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Intermittent Fasting

Good Idea?

Hindy Norensberg

“How was your fast?” my mom asked the day after Asara B’Teves. My response? “Easy as pie this year since I’ve been practicing for months, remember?” By “practicing” I meant that I was participating in the intermittent fasting process for months, losing weight, and feeling great.

Intermittent fasting sounds complicated and scary to most people but it doesn’t need to be. It has become a trendy concept and diet in recent years and there are many different types that have been developed since it’s so popular. 

As a registered dietitian I was quick to dismiss this diet as a fad, thinking that it wouldn’t be around for long and might encourage extreme behavior like binge eating in some people. After much research I decided to try it. I began the diet not as a diet but as a way to feel light yet satisfied so I could go through the day and night feeling less bloated and heavy.

The most salable diet is the 16/8 method: fast for 16 hours per day and restrict your daily eating window to 8 hours. Within this window, you can fit two, three, or more meals that should be as healthy and nutritious as possible. This diet can be as simple as skipping breakfast or not eating after dinner. Drinking water, coffee and non-caloric beverages during the fasting period is allowed and can help reduce hunger. This diet has vast research demonstrating its effectiveness.

Another version is the 5:2 diet, wherein you fast for two days per week. This diet doesn’t have much research backing it up and is not very promising. This involves eating normally five days each week and restricting calories to 500 to 600 calories on the other two days. Also called the FAST Diet, you can eat the standard meals all days besides the two days when you can eat two small meals of approximately 250 calories per meal for women and 300 calories per meal for men. 

The Warrior Diet sounds dubious: fast during the day and feast at night within a four-hour period with whole, unprocessed foods and snack options. Research suggests that this is more beneficial for men than women. This diet is not one I would recommend. And remember that calories count and quantity is critical, so you can’t expect to eat junk food and lose weight on this diet.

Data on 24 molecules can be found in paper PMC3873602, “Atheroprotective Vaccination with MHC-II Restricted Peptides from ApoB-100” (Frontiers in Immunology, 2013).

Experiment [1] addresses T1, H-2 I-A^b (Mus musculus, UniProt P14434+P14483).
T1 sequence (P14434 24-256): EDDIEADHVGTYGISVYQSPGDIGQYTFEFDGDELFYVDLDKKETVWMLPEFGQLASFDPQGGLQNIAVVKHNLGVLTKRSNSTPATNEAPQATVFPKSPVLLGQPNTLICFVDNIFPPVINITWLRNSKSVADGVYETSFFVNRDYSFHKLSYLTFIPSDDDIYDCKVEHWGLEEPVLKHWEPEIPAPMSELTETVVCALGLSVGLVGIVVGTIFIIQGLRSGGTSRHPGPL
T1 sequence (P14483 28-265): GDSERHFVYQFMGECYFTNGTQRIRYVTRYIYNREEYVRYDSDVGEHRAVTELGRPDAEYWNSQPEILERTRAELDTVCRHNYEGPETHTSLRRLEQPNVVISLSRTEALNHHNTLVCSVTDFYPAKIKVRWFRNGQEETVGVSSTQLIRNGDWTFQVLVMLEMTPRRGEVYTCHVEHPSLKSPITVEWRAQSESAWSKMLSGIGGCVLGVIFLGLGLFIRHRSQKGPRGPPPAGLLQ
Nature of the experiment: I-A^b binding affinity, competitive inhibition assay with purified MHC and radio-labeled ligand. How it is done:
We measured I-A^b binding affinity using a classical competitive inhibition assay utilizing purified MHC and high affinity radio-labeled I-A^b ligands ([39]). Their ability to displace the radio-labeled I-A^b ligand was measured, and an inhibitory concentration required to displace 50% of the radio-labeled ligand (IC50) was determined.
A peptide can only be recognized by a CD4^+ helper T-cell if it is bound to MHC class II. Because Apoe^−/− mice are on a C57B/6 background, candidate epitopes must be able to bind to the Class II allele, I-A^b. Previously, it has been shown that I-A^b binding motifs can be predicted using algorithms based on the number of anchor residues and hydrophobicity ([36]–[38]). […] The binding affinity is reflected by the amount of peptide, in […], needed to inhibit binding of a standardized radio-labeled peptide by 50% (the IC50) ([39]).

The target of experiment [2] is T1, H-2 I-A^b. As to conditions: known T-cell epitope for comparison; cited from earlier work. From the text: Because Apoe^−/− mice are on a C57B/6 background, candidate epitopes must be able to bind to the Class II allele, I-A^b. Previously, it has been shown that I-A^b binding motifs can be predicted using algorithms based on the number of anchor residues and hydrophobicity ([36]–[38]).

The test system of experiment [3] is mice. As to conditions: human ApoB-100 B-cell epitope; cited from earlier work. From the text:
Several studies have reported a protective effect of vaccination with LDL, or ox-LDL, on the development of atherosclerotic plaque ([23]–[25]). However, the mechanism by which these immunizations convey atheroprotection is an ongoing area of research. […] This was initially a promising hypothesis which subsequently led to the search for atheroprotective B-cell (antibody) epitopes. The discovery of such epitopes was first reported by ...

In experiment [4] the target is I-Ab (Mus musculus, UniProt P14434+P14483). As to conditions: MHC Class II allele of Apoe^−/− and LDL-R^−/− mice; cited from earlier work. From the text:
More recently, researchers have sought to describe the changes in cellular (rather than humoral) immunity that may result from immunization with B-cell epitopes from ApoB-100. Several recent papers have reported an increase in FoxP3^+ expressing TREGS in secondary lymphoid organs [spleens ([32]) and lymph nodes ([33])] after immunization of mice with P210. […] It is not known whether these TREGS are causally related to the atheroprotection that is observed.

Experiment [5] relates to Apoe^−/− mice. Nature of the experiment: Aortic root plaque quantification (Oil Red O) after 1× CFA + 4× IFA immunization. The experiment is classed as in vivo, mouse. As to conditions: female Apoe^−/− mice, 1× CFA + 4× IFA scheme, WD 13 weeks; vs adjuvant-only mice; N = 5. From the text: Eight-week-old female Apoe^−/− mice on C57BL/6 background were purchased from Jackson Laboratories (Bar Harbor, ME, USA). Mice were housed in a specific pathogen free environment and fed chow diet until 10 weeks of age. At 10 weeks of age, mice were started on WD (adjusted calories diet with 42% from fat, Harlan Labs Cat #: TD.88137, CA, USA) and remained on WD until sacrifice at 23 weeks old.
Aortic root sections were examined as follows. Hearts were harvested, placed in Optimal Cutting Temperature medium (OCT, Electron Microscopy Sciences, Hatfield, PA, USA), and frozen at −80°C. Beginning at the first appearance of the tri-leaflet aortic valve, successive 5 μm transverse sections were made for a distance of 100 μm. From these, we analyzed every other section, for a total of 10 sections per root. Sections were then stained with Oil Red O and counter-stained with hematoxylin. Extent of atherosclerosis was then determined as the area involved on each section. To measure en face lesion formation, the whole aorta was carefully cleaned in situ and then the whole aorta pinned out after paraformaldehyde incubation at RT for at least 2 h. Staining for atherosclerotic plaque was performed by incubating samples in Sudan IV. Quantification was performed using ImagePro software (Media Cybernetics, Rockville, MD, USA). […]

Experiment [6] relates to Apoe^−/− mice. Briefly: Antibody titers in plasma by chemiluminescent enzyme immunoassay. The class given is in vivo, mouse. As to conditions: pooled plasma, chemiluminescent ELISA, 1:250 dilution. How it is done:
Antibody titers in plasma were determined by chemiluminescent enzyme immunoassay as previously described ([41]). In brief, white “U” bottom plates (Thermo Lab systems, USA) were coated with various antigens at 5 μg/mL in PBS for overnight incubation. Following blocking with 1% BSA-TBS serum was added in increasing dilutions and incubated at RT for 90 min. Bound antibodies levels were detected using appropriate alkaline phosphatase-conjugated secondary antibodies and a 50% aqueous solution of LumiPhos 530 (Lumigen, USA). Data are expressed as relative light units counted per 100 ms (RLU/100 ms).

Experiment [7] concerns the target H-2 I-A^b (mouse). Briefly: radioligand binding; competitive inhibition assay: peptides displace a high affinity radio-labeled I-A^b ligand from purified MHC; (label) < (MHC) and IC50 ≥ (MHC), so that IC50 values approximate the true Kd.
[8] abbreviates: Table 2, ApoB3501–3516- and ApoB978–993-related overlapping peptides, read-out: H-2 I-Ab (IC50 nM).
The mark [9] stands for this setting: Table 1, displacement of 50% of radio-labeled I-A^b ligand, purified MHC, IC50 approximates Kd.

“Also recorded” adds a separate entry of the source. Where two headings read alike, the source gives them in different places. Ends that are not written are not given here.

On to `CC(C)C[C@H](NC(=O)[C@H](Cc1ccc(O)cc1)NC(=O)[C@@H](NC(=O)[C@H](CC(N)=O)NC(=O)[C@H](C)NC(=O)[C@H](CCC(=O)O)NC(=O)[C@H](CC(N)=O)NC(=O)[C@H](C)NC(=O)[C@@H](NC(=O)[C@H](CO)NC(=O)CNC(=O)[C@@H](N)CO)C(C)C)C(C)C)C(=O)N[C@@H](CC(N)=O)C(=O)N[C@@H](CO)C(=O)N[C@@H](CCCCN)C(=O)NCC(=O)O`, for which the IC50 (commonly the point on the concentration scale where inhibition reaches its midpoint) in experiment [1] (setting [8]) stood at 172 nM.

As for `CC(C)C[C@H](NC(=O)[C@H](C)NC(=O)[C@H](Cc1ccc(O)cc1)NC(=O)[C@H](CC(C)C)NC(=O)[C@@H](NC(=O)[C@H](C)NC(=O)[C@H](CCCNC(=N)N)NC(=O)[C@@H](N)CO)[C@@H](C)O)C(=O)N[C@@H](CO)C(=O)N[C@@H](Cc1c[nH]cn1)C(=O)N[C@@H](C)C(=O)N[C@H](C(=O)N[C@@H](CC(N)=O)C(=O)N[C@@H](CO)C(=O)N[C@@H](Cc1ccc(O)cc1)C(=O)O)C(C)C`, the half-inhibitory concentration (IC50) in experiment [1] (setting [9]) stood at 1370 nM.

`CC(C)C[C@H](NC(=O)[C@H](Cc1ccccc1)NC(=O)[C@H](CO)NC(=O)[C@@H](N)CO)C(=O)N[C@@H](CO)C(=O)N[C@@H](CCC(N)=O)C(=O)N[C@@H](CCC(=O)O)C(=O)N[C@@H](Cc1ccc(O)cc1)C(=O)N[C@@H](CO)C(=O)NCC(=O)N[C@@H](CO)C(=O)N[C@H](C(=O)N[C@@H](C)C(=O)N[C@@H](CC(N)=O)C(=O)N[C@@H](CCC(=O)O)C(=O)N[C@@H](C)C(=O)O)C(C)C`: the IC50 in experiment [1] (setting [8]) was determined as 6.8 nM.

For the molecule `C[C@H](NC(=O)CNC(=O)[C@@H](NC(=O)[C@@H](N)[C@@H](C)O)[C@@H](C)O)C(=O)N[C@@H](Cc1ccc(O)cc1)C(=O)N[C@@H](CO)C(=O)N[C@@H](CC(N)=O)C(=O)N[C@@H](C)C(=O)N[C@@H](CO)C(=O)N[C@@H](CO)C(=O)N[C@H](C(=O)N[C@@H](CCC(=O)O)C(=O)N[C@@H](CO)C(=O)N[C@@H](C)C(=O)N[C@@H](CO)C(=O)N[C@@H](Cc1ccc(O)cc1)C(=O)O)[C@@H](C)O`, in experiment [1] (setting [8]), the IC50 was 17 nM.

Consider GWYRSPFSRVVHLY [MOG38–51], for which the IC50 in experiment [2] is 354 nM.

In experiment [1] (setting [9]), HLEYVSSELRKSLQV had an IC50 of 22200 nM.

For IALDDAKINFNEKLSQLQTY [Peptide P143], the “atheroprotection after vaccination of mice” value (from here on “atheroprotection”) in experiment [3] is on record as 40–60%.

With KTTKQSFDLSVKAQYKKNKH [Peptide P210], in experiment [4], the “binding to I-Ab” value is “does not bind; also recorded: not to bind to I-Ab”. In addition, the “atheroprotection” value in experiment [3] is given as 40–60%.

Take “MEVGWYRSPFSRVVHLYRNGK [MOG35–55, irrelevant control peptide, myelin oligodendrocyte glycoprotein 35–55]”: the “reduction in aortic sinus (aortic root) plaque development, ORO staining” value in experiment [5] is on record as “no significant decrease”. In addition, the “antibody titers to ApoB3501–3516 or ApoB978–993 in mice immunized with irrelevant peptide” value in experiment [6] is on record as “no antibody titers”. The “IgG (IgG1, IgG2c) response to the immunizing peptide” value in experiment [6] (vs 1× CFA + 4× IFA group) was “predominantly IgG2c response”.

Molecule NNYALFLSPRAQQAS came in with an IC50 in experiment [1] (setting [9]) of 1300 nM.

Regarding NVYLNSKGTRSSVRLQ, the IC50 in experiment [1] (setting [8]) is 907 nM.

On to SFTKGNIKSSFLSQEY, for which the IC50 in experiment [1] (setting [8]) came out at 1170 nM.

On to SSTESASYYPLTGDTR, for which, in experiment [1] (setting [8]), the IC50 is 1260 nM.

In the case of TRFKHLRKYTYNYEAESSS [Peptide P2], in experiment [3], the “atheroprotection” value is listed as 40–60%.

The 16/8 diet is the most popular one, for good reason. Just changing the timing of your meals by eating earlier and extending the overnight fast can benefit metabolism and so much more. 

Based on this reasoning, researchers from the University of Alabama conducted a study with a small group of obese men with prediabetes. They compared a form of intermittent fasting called “early time-restricted feeding,” where all meals were fit into an early eight-hour period of the day (7 A.M. to 3 P.M.) or spread out over 12 hours (between 7 A.M. and 7 P.M.). Both groups maintained their weight (did not gain or lose) but after five weeks, the eight-hours group had dramatically lower insulin levels and significantly improved insulin sensitivity, as well as significantly lower blood pressure. The best part? The eight-hours group also had significantly decreased appetite. They weren’t starving.

With the 16-8 diet, you aren’t eating fewer calories; you are using your calories more wisely. Eating sensible foods most of the time and then eating nothing for an extended period every now and then and indulging occasionally does sound nice to most people. 

Intermittent fasting is currently one of the world’s most well received health trends, where people are losing weight, improving health, and simplifying their lifestyles. It takes time to adapt to the new routine and many feel weak and hungry at the start. Much research has shown a powerful effect on body and brain. It has been shown to lessen inflammation, improve heart health and change the body for the better with an increase in growth hormones, which can increase fat loss and aid in muscle gain. It may reduce insulin levels which leads to better access to body fat for easier weight loss. Cellular repair and gene longevity and protection are positive components of the diet as well. There are currently many studies on the anti-aging and brain health benefits that are present in people who participate in the diet.

Intermittent fasting is not recommended for individuals under the age of 18. It is also not for those with eating disorders, low blood pressure, or who are pregnant or nursing. (See sidebar for full list of conditions that would prohibit fasting.) Always speak to your health professional before trying a restrictive diet. 

Intermittent fasting can be a safe and favorable way to live for healthy individuals – like me.

So, bring it on, Taanis Esther. I’m ready for you!


Not for Everyone

Anyone considering an intermittent fasting diet must consult their health care professional to sign off on it. If you are given the green light but experience negative side effects, stop the diet.  

This is not the diet for you if you are: 

 – under the age of 18

– have a history of eating disorder

  – nursing

 – pregnant

 –  have fertility issues

 – are taking medication

 –  have low blood pressure 

 – are underweight 

 – have diabetes

Hindy Norensberg is a registered dietician and certified group fitness instructor and personal trainer in the Flatbush and Borough Park areas. She specializes in yoga and pilates, and has worked in adult and pediatric nutrition to ensure her clients live their healthiest lives. Hindy can be reached at hindy@norensberg.com.

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